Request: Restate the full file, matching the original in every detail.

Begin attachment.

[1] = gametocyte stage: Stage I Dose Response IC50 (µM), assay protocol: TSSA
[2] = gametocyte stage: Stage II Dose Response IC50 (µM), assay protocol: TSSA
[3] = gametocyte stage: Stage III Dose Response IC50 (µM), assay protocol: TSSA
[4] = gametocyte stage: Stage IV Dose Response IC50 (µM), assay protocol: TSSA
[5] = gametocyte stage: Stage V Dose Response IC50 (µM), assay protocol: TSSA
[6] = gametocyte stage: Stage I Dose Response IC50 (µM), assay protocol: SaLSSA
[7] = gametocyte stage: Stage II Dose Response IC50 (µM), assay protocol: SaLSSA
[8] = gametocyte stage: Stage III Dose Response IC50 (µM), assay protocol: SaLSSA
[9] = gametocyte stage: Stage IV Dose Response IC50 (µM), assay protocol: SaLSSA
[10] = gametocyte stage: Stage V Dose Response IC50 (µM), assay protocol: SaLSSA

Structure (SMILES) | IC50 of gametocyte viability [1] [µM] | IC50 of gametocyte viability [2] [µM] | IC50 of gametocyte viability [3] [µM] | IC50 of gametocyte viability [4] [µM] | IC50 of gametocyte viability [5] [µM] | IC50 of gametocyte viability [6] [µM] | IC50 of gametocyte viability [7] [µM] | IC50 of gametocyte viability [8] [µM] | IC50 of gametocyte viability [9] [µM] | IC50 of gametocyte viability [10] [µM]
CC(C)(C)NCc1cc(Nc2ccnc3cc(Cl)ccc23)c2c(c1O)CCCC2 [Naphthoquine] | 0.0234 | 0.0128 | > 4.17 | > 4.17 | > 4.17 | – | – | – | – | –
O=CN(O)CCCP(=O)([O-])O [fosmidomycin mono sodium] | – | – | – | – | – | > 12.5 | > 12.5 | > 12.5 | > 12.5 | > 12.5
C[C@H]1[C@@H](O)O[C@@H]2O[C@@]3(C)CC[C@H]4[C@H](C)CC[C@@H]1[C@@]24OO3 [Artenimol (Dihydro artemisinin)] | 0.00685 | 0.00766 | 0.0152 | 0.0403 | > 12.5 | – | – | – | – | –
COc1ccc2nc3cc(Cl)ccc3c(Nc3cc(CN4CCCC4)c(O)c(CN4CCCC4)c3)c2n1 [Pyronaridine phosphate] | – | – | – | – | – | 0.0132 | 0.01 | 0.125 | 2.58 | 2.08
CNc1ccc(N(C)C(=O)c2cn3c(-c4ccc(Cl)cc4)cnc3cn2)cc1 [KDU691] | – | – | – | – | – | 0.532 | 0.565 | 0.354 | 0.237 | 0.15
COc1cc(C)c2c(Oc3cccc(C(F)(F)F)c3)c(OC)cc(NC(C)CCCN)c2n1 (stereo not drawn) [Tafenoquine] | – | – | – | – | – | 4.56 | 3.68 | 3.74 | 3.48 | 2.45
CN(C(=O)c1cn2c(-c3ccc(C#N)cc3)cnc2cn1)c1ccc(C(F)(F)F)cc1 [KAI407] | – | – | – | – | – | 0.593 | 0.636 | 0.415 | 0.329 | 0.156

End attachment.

[1] = gametocyte stage: Stage I Dose Response IC50 (µM), assay protocol: TSSA
[2] = gametocyte stage: Stage II Dose Response IC50 (µM), assay protocol: TSSA
[3] = gametocyte stage: Stage III Dose Response IC50 (µM), assay protocol: TSSA
[4] = gametocyte stage: Stage IV Dose Response IC50 (µM), assay protocol: TSSA
[5] = gametocyte stage: Stage V Dose Response IC50 (µM), assay protocol: TSSA
[6] = gametocyte stage: Stage I Dose Response IC50 (µM), assay protocol: SaLSSA
[7] = gametocyte stage: Stage II Dose Response IC50 (µM), assay protocol: SaLSSA
[8] = gametocyte stage: Stage III Dose Response IC50 (µM), assay protocol: SaLSSA
[9] = gametocyte stage: Stage IV Dose Response IC50 (µM), assay protocol: SaLSSA
[10] = gametocyte stage: Stage V Dose Response IC50 (µM), assay protocol: SaLSSA

Structure (SMILES) | IC50 of gametocyte viability [1] [µM] | IC50 of gametocyte viability [2] [µM] | IC50 of gametocyte viability [3] [µM] | IC50 of gametocyte viability [4] [µM] | IC50 of gametocyte viability [5] [µM] | IC50 of gametocyte viability [6] [µM] | IC50 of gametocyte viability [7] [µM] | IC50 of gametocyte viability [8] [µM] | IC50 of gametocyte viability [9] [µM] | IC50 of gametocyte viability [10] [µM]
CC(C)(C)NCc1cc(Nc2ccnc3cc(Cl)ccc23)c2c(c1O)CCCC2 [Naphthoquine] | 0.0234 | 0.0128 | > 4.17 | > 4.17 | > 4.17 | – | – | – | – | –
O=CN(O)CCCP(=O)([O-])O [fosmidomycin mono sodium] | – | – | – | – | – | > 12.5 | > 12.5 | > 12.5 | > 12.5 | > 12.5
C[C@H]1[C@@H](O)O[C@@H]2O[C@@]3(C)CC[C@H]4[C@H](C)CC[C@@H]1[C@@]24OO3 [Artenimol (Dihydro artemisinin)] | 0.00685 | 0.00766 | 0.0152 | 0.0403 | > 12.5 | – | – | – | – | –
COc1ccc2nc3cc(Cl)ccc3c(Nc3cc(CN4CCCC4)c(O)c(CN4CCCC4)c3)c2n1 [Pyronaridine phosphate] | – | – | – | – | – | 0.0132 | 0.01 | 0.125 | 2.58 | 2.08
CNc1ccc(N(C)C(=O)c2cn3c(-c4ccc(Cl)cc4)cnc3cn2)cc1 [KDU691] | – | – | – | – | – | 0.532 | 0.565 | 0.354 | 0.237 | 0.15
COc1cc(C)c2c(Oc3cccc(C(F)(F)F)c3)c(OC)cc(NC(C)CCCN)c2n1 (stereo not drawn) [Tafenoquine] | – | – | – | – | – | 4.56 | 3.68 | 3.74 | 3.48 | 2.45
CN(C(=O)c1cn2c(-c3ccc(C#N)cc3)cnc2cn1)c1ccc(C(F)(F)F)cc1 [KAI407] | – | – | – | – | – | 0.593 | 0.636 | 0.415 | 0.329 | 0.156